Community Requests Ways to Help Victims of Alleged Contractor Fraud

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UPDATE: Thurs 5:49 PM, Mar 6, 2014

An account to help Jason and Miranda Grezenski make necessary repairs to their home has been created at Community First Bank.

Funds donated will be used to help finish a remodeling project the family says they paid a contractor $45,000 to do, but they say the contractor did not finish the work.

The Grezinskis shared their story with NewsChannel 7 on March 4. We've received numerous calls and emails from the public asking how they can help.

The family says when they hired Jason Napiwocki in July 2012, they originally wanted a wall and a garage, but he suggested more work.

An investigation by the Department of Trade and Consumer Protection resulted in criminal charges for Napiwocki.

Donations can be made at any Community First Bank location under the Grezenski Donation Fund.

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ORIGINAL STORY: Tues 11:13 PM, Mar 4, 2014

Miranda and Jason Grezenski said when they hired Jason Napiwocki , they originally wanted a wall and a garage, but he suggested more work.

They said Napiwocki did work on their friends' homes and did a good job.

The Grezenskis also said they knew Napiwocki personally.

However, after paying out $45,200 for their home and nothing was resulting to it, they needed answers.

Now they need a home.

"This is the original stairwell," Jason Grezenski said. "There used to be railings all the way up."

Jason Grezenski walked up his unfinished steps Tuesday.

"That's the new edition part, the way it was left," Jason Grezenski said.

He, his wife, Miranda, and their three girls have been living in their unfinished home for 18 months after paying $45,200 to contractor Jason Napiwocki over the course of three months.

"His big thing was that he needed money for material up front, but he wasn't paying for it up front," the Grezenskis said.

They said Napiwocki told them the materials were on back order when they asked why it was taking so long to do the work.

The Grezenskis said when they called Felts Lumber Company, the materials were there, just not paid for.

"I just know there was a little scare right there," Jason Grezenski said.

So the Grezenskis asked for an itemized bill.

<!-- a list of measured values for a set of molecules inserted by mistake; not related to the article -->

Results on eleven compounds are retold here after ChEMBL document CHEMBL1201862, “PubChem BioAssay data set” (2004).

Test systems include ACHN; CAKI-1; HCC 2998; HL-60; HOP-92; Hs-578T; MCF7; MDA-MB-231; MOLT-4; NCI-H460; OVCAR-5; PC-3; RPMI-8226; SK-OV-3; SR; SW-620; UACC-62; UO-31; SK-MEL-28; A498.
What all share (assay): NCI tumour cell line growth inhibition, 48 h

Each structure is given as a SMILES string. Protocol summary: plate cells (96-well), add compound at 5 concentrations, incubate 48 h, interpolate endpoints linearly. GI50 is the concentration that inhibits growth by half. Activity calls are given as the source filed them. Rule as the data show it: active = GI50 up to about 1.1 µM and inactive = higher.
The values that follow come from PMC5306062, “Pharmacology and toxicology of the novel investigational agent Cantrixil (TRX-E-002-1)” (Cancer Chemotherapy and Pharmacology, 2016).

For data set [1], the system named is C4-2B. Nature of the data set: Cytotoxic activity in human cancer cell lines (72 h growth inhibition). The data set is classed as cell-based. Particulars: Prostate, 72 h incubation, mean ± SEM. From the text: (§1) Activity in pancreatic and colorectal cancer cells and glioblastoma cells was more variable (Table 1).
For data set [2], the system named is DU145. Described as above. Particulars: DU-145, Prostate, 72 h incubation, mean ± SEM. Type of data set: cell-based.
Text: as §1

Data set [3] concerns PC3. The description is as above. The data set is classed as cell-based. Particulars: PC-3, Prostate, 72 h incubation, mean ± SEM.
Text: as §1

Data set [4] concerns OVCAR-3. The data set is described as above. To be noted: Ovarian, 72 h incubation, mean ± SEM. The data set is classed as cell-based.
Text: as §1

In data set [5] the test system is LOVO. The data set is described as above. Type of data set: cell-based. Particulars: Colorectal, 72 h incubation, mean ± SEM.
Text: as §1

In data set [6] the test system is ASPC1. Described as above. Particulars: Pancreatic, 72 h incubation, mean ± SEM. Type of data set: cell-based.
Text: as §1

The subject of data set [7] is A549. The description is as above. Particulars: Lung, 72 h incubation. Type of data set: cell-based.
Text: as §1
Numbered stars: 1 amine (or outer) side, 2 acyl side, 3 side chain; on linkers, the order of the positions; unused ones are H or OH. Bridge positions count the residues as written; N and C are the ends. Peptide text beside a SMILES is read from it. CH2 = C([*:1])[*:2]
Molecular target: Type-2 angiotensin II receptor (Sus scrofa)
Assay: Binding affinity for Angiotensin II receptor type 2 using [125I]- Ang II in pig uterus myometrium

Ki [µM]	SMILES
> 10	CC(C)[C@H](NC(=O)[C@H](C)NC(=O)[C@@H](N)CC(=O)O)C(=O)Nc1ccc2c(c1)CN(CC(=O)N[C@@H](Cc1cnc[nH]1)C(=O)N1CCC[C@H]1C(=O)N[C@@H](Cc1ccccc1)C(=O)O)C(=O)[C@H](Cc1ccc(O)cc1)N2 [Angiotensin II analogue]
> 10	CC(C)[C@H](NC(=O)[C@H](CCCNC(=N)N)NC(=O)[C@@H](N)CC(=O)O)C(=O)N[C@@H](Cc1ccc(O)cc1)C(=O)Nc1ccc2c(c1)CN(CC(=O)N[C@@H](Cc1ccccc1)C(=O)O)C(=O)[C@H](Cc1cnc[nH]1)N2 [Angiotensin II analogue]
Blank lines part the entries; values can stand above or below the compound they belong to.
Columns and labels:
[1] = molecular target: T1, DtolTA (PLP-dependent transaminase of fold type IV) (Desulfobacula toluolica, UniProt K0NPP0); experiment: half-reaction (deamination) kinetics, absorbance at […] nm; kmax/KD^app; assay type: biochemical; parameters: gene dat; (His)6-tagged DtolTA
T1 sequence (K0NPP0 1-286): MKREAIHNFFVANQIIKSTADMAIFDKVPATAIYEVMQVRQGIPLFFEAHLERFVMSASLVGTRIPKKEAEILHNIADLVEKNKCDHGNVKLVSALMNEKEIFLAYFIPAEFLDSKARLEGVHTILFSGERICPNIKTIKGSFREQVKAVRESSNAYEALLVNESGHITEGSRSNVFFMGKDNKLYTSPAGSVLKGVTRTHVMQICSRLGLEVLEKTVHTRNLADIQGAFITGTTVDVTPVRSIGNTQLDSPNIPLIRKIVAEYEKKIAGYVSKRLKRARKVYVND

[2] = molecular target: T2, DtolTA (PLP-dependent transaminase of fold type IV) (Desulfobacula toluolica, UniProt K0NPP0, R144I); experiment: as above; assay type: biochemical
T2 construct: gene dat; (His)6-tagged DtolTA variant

The criminal complaint said Napiwocki gave one. The Grezenskis said it didn't add up.

"One one day I came home and everything was gone," Miranda Grezenski said. "Everything was gone, and the house was trashed."

Miranda Grezenski said the original contract was gone off the fridge after Napiwocki left for the final time.

"There's junk everywhere constantly. This winter has been really bad. It's cold. Some days you wake up to 56 degrees, and when it's warm your roof leaks. You're constantly moving buckets."

Miranda and Jason Grezenski cleaned out their savings for the renovations and refinanced their mortgage.

"We just gotta muddle through this," Jason Grezenski said.

Now, they're barely getting by.

"We are stuck because we can't fix it. We don't have the money to fix it. We already paid for it," Miranda Grezenski said. "Where do we get the money again?"

Jason Grezenski is working overtime each week to help his family get caught up financially and finish the house work.

They've even had frost on their counters at times because of how poorly insulated and open their home is after the renovations.

But they said they won't give up.

"We can't (give up). We have to show our kids," the Grezenskis said. "We fight, and we have to show them that there is a justice system."

They said it's important to teach their kids values, even if they have little left, an unfinished home and a long road ahead.

"We thought we knew this person, and I guess we didn't," Jason Grezenski said.

The Grezenskis said Napiwocki told them the building inspector came a number of times, and when they called to confirm his presence, they found out he never saw their home.

They said the biggest lesson they learned was do your homework on contractors, it can happen to anyone.

NewsChannel 7 tried contacting Jason Napiwocki for comment Tuesday, and his phone was disconnected.

Editor's Note: Jason Napiwocki is in no way associated, and has never worked with Napiwocki builders in Stevens Point.

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Article from March 3, 2014:

NewsChannel 7's Emily Davies reported on Jason Napiwocki's appearance in court on Monday, March 3, 2014. Her story is below on the charges filed.

A Portage County contractor is now charged with theft and numerous counts of fraud following an investigation by the Department of Agriculture, Trade & Consumer Protection.

Court documents say in July 2012, Jason Napiwocki, 36, of Rosholt, quoted a project for $55,000 but months later requested an additional nearly $26,000 to finish.

Investigators say Napiwocki stated the project stalled because lumber was on back order, but the alleged victim said he called the lumber company only to learn the lumber was there, but still needed to be paid for.

The state agency said Napiwocki collected $45,000 and did not preform the work he was paid. Court documents went on to say only $5,000 was spent on the project.

He's free on a $5,000 dollar signature and will return to court next month.

Editor's Note: Jason Napiwocki is in no way associated, and has never worked with Napiwocki builders in Stevens Point.


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